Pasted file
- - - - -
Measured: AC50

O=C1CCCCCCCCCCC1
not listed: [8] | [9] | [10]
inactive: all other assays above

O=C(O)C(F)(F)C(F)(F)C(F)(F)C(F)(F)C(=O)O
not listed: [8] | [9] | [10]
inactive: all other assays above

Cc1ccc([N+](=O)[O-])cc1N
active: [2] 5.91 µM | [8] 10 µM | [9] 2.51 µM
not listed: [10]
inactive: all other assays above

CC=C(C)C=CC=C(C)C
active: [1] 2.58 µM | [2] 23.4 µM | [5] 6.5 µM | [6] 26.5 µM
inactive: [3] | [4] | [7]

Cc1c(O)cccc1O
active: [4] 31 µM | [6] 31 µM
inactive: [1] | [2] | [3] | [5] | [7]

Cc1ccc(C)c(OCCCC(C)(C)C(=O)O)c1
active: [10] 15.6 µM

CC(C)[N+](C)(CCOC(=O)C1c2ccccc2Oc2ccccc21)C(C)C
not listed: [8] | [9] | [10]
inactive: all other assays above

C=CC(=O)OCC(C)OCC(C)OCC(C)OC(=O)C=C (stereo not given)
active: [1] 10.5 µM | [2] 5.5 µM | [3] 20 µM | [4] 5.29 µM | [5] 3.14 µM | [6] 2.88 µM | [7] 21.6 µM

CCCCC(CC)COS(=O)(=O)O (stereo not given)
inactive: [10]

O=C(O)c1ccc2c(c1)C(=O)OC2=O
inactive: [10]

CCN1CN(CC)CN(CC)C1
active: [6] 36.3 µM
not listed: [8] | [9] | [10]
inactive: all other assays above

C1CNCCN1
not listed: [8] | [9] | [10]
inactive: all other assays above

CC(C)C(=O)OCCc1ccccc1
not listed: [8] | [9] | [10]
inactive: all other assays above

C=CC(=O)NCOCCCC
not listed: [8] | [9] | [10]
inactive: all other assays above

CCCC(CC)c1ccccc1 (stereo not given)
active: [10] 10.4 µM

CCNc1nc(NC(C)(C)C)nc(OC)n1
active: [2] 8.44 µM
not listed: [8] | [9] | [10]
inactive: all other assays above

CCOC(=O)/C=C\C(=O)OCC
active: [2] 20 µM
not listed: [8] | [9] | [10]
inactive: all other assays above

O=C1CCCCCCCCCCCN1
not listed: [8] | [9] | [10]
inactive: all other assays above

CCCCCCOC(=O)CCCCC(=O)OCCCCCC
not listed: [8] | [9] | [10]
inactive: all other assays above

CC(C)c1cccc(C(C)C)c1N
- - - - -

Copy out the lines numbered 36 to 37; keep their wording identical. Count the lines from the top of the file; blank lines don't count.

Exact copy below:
CC(C)C(=O)OCCc1ccccc1
not listed: [8] | [9] | [10]